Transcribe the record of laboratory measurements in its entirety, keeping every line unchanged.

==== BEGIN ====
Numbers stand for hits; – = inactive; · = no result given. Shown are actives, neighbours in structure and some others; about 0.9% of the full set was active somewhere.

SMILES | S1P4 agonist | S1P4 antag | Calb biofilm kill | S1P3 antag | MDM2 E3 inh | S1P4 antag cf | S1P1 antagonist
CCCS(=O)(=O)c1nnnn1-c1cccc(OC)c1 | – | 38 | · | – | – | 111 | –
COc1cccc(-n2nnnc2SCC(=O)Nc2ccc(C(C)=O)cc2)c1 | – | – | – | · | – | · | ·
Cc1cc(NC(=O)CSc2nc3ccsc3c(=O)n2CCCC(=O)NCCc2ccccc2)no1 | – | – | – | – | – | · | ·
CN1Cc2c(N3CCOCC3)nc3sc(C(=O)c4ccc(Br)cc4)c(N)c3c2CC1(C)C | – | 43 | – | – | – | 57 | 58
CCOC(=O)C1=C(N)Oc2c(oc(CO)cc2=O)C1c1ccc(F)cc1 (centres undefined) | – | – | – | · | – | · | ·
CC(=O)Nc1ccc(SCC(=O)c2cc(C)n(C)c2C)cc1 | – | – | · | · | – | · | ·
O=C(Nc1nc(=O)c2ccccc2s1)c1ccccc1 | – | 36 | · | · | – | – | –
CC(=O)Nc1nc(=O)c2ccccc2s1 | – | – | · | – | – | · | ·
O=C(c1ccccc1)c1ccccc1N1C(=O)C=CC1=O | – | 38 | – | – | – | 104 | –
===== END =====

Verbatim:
Numbers stand for hits; – = inactive; · = no result given. Shown are actives, neighbours in structure and some others; about 0.9% of the full set was active somewhere.

SMILES | S1P4 agonist | S1P4 antag | Calb biofilm kill | S1P3 antag | MDM2 E3 inh | S1P4 antag cf | S1P1 antagonist
CCCS(=O)(=O)c1nnnn1-c1cccc(OC)c1 | – | 38 | · | – | – | 111 | –
COc1cccc(-n2nnnc2SCC(=O)Nc2ccc(C(C)=O)cc2)c1 | – | – | – | · | – | · | ·
Cc1cc(NC(=O)CSc2nc3ccsc3c(=O)n2CCCC(=O)NCCc2ccccc2)no1 | – | – | – | – | – | · | ·
CN1Cc2c(N3CCOCC3)nc3sc(C(=O)c4ccc(Br)cc4)c(N)c3c2CC1(C)C | – | 43 | – | – | – | 57 | 58
CCOC(=O)C1=C(N)Oc2c(oc(CO)cc2=O)C1c1ccc(F)cc1 (centres undefined) | – | – | – | · | – | · | ·
CC(=O)Nc1ccc(SCC(=O)c2cc(C)n(C)c2C)cc1 | – | – | · | · | – | · | ·
O=C(Nc1nc(=O)c2ccccc2s1)c1ccccc1 | – | 36 | · | · | – | – | –
CC(=O)Nc1nc(=O)c2ccccc2s1 | – | – | · | – | – | · | ·
O=C(c1ccccc1)c1ccccc1N1C(=O)C=CC1=O | – | 38 | – | – | – | 104 | –